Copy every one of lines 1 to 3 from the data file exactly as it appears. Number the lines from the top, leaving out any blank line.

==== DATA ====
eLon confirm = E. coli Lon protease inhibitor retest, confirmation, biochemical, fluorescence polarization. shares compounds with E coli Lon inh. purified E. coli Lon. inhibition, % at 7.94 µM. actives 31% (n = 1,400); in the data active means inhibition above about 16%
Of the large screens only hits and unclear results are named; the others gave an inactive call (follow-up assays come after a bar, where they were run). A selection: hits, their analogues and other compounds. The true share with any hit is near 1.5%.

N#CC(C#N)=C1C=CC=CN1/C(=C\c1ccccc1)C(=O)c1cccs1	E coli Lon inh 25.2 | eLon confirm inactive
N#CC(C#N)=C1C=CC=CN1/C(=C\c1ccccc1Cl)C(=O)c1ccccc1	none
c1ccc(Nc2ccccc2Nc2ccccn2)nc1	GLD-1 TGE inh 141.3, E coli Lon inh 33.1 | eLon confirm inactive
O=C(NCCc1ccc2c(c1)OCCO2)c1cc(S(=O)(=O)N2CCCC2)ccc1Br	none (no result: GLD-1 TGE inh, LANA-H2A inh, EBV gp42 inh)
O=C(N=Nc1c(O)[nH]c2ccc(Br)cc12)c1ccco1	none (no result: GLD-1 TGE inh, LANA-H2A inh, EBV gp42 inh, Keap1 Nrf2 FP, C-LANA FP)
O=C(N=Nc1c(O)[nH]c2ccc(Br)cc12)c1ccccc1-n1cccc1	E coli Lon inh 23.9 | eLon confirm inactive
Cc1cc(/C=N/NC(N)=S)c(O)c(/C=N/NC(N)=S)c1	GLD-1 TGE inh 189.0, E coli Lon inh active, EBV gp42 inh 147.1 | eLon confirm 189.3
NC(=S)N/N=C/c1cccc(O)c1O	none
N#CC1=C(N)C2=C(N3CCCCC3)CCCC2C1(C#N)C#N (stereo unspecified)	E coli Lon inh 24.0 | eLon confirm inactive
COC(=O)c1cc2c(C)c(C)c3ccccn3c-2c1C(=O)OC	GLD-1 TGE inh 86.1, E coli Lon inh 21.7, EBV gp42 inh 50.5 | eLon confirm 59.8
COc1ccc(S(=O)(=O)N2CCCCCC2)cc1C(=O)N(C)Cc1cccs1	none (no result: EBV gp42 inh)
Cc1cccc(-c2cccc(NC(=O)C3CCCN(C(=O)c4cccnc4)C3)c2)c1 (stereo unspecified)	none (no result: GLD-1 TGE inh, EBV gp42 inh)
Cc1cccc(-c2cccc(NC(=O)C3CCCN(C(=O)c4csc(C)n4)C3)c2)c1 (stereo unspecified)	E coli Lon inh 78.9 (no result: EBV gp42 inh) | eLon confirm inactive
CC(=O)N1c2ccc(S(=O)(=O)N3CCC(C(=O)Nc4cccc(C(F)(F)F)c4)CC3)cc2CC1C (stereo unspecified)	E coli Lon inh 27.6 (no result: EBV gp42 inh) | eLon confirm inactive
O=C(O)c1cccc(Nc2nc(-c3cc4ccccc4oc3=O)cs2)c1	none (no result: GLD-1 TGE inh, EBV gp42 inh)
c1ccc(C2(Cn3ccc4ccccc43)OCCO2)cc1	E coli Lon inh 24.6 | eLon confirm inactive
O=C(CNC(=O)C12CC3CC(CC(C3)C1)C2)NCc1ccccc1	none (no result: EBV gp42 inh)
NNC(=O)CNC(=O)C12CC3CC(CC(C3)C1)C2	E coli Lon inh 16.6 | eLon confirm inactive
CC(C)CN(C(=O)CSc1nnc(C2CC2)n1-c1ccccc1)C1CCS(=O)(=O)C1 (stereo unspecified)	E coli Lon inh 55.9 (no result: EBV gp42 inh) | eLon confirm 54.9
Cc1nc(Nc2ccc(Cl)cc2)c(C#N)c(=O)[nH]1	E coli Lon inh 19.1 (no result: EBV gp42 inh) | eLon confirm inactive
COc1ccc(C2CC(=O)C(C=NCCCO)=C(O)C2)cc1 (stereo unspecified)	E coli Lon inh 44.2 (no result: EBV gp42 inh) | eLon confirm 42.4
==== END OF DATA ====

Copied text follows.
eLon confirm = E. coli Lon protease inhibitor retest, confirmation, biochemical, fluorescence polarization. shares compounds with E coli Lon inh. purified E. coli Lon. inhibition, % at 7.94 µM. actives 31% (n = 1,400); in the data active means inhibition above about 16%
Of the large screens only hits and unclear results are named; the others gave an inactive call (follow-up assays come after a bar, where they were run). A selection: hits, their analogues and other compounds. The true share with any hit is near 1.5%.

N#CC(C#N)=C1C=CC=CN1/C(=C\c1ccccc1)C(=O)c1cccs1	E coli Lon inh 25.2 | eLon confirm inactive